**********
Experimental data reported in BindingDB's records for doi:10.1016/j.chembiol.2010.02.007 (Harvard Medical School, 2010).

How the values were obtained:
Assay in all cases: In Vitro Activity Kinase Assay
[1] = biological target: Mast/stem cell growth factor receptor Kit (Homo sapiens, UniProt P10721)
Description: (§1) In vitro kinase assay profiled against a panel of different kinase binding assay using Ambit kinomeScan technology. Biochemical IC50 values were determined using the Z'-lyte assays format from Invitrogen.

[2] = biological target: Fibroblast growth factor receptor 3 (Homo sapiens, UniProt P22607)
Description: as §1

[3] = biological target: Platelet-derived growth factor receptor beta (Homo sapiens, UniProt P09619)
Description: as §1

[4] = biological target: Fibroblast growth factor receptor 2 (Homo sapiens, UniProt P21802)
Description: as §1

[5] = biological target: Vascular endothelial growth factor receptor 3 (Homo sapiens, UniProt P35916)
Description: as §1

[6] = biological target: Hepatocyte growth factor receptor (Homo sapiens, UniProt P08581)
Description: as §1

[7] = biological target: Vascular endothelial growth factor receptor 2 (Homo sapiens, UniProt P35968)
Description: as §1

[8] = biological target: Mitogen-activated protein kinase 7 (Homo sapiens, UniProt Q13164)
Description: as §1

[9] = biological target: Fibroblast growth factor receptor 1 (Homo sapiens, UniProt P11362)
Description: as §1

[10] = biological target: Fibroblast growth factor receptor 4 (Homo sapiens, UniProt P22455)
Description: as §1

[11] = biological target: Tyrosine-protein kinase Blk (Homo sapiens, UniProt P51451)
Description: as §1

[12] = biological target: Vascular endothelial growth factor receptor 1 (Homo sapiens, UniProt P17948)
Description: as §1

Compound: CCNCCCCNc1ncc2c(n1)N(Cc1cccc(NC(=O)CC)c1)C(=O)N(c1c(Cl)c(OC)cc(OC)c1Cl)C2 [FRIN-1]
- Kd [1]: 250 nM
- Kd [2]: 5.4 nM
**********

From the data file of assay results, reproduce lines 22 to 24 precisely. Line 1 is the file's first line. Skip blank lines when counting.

[10] = biological target: Fibroblast growth factor receptor 4 (Homo sapiens, UniProt P22455)
Description: as §1

[11] = biological target: Tyrosine-protein kinase Blk (Homo sapiens, UniProt P51451)